Couple of these tracks in there as well. There’s one track from the Of Orcs and Men game soundtrack as well as a piece from League of LegendsSpotify has tons of generic fantasy music, but a lot of it is uninspired, generic and sounds cheap. Needless to say, I left those out.

Modern music with a historical theme

The Knopfler pieces mentioned above are good examples. Privateering is obviously about privateering, while Sailing to Philadelphia chronicles events set in the 1760s. Then there are a couple of thematic pieces, Loreena McKennitt’s unashamedly cheesy The Highwayman and Hanging Tree by Blackmore’s Night. It’s a fine line with this stuff, as sometimes the cheese dial goes to eleven.

Dance music

Some of these in there as well. There’s an instrumental jig version of the Elizabethan Drive the Winter Away carol and a hurdy-gurdy piece, Three Sharks by Nigel Eaton. The Devil’s Churn/Tamlin piece by The Pyrettes also goes in this category, as does Rose on the Mountain by Kaia Kater.

Sea shanties and maritime songs

It’s fairly obvious that these feature on the list. There’s Randy Dandy Oh by the Pyrettes that steers close to overt yarrrrr territory but barely clears it. The lovely Sheringham Shantymen rendition of The Good Ship Ragamuffin is one of my favourites on the whole list, as is Sarah Blasko’s beautiful take on Spanish LadiesThe Dreadnought is a song about a 19th century clipper, yet quite suitable for the list.


Ballads were a favoured pastime in the 18th century, recounting all sorts of interesting goings-on. Ballads on the list are Turpin Hero (about the 18th century highwayman), The Rising of the Moon (about the Irish Rebellion of 1798), Back Home in Derry (recounting the forced deportation of the Irish to Australia in the turn of the 19th century), and Matty Groves (a tale of love and death from the 17th century).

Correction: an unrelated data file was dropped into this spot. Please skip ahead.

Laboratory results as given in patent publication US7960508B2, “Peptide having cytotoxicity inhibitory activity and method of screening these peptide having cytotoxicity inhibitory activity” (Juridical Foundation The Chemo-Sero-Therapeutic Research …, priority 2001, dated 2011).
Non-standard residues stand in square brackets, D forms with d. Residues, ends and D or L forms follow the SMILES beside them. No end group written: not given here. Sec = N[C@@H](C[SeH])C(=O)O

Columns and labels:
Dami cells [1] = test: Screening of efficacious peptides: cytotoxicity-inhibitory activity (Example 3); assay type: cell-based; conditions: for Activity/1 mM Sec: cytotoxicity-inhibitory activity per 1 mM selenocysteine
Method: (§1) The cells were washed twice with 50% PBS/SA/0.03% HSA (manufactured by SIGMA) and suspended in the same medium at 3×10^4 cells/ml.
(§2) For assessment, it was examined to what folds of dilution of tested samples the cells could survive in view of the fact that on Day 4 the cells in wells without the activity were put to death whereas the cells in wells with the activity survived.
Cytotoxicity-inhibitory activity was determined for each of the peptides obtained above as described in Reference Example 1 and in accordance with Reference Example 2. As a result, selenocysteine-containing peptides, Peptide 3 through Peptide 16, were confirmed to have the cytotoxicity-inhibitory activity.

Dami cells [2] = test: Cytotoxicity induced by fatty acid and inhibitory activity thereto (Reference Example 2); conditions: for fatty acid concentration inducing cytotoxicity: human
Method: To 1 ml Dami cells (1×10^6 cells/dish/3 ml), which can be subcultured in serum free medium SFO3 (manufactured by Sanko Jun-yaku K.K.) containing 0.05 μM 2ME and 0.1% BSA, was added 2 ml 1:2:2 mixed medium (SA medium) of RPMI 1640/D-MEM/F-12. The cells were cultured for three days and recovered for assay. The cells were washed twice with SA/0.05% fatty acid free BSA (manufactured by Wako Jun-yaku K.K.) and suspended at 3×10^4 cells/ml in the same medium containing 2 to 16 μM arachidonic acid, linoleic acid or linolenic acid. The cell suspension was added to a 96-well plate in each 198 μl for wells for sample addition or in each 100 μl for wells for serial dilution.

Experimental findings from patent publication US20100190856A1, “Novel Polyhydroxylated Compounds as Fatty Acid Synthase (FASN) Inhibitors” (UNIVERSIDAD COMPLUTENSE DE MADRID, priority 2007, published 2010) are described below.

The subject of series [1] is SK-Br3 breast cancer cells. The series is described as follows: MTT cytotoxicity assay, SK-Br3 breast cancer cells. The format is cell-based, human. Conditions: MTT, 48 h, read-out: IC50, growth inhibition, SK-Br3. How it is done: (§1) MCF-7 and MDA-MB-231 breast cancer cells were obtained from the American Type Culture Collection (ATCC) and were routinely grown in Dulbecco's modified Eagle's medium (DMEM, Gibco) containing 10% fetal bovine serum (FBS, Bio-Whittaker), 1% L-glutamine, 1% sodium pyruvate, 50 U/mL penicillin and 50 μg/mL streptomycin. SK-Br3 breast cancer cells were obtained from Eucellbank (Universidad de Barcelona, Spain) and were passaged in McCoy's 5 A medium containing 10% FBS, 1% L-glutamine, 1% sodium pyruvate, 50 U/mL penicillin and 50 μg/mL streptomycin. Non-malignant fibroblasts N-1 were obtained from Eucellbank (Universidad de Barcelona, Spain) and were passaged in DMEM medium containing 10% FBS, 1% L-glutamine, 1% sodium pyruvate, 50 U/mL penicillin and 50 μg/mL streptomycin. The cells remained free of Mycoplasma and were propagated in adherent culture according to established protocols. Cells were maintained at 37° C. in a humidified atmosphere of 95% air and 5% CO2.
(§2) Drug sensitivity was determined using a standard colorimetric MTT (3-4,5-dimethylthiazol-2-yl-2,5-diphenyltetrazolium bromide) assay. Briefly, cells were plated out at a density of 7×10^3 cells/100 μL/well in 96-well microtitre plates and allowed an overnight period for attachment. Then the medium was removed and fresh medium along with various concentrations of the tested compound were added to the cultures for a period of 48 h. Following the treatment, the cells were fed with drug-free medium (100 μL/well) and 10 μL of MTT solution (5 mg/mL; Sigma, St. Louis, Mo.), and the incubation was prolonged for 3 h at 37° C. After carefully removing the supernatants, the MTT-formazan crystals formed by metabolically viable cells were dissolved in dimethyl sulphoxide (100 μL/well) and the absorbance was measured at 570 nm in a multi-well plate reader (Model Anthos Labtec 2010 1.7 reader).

There you have it, all sorts of fun music to fuel your life, whether you’re working on pirates or just enjoy some good tunes.



Virtual pirate tourism

February 8, 2016

Something completely different today. As I’m building my pirate town, I’m constantly looking for inspiration. One of my main sources so far has been the game Assassin’s Creed IV: Black Flag. While part of a long series of Assassin’s Creed games, it’s an immensely entertaining pirate romp, with lavishly detailed environments. They have taken plenty of artistic liberties I’m sure, but it’s lovely how the 18th century Caribbean comes to life in the game. I picked up the game for 5€ in a Steam sale, and have clocked 46 hours so far – not bad as I originally only bought it for inspiration.

The detailed environments serve as more than inspiration, too. As it’s all 3D, you can run around and examine all the wonderful cityscapes and lonely islands in peace. As the game features plenty of parkour activity, the environments are filled with interesting ledges, posts, balconies, barrels and the like. I went on a virtual tourist trip today to gather some pictures for inspiration, and figured I’d share these with you as well! I’ve also got an art book for the game, and it’s great as well. Then again, I’m a sucker for inspiration material…

So, this sun-bleached but colourful grubbiness is basically what I’m trying to achieve with my pirate town project. You can click on any picture for a larger version.

















Note: The graphics shown are screenshots from Assassin’s Creed IV: Black Flag, © Ubisoft. I assume this falls under “fair use”, but will of course take the pictures down on request.